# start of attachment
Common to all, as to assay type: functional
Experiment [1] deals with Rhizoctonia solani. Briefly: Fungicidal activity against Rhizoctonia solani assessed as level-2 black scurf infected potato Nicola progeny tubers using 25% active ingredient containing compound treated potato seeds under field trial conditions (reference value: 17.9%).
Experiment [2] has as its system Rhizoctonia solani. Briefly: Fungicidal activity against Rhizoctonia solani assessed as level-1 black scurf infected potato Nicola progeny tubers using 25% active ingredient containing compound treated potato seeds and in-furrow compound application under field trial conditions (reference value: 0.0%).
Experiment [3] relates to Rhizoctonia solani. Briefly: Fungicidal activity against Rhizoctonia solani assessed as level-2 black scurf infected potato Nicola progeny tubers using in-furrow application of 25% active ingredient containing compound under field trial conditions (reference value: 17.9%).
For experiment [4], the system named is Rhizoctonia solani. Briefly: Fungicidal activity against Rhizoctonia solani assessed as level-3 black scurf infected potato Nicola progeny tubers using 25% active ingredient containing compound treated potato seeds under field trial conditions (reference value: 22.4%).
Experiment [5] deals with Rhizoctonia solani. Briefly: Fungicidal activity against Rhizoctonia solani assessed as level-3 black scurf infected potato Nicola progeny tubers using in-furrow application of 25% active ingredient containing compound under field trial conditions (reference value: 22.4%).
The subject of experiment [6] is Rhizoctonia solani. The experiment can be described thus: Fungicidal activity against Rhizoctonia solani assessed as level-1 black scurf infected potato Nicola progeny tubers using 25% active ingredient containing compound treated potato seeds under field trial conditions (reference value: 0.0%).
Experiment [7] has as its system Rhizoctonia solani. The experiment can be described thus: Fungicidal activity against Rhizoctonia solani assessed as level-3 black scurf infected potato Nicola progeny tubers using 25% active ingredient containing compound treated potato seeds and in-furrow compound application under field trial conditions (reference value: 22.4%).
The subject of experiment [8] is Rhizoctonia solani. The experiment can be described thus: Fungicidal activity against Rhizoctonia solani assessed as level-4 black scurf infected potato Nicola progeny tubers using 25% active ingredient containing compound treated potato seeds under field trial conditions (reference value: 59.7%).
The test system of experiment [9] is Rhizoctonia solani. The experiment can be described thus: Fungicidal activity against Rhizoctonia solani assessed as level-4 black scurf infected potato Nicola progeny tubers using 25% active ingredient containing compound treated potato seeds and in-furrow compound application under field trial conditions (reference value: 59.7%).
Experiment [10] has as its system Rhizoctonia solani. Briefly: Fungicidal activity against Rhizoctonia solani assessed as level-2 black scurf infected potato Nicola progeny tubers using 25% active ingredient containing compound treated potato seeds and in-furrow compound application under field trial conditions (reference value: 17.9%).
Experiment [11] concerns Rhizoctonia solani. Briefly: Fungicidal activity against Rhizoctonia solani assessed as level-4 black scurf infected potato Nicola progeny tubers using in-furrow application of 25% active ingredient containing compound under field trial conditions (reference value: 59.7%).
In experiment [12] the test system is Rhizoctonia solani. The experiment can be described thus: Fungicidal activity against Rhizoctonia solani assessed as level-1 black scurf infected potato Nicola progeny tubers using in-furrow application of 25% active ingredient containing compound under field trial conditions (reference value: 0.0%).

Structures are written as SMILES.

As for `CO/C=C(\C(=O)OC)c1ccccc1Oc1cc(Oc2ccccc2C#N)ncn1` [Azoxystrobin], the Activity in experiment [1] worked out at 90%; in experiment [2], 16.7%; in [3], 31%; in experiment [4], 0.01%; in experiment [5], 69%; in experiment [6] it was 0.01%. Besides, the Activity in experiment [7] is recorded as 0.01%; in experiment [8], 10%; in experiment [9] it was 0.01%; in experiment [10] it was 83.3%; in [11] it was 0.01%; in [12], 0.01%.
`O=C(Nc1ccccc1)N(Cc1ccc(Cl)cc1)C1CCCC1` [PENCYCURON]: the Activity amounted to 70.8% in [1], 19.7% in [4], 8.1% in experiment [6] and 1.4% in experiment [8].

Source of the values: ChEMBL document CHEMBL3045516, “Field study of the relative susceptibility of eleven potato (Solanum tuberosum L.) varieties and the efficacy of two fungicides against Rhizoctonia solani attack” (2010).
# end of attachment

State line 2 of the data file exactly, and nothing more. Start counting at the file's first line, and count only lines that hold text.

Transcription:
Experiment [1] deals with Rhizoctonia solani. Briefly: Fungicidal activity against Rhizoctonia solani assessed as level-2 black scurf infected potato Nicola progeny tubers using 25% active ingredient containing compound treated potato seeds under field trial conditions (reference value: 17.9%).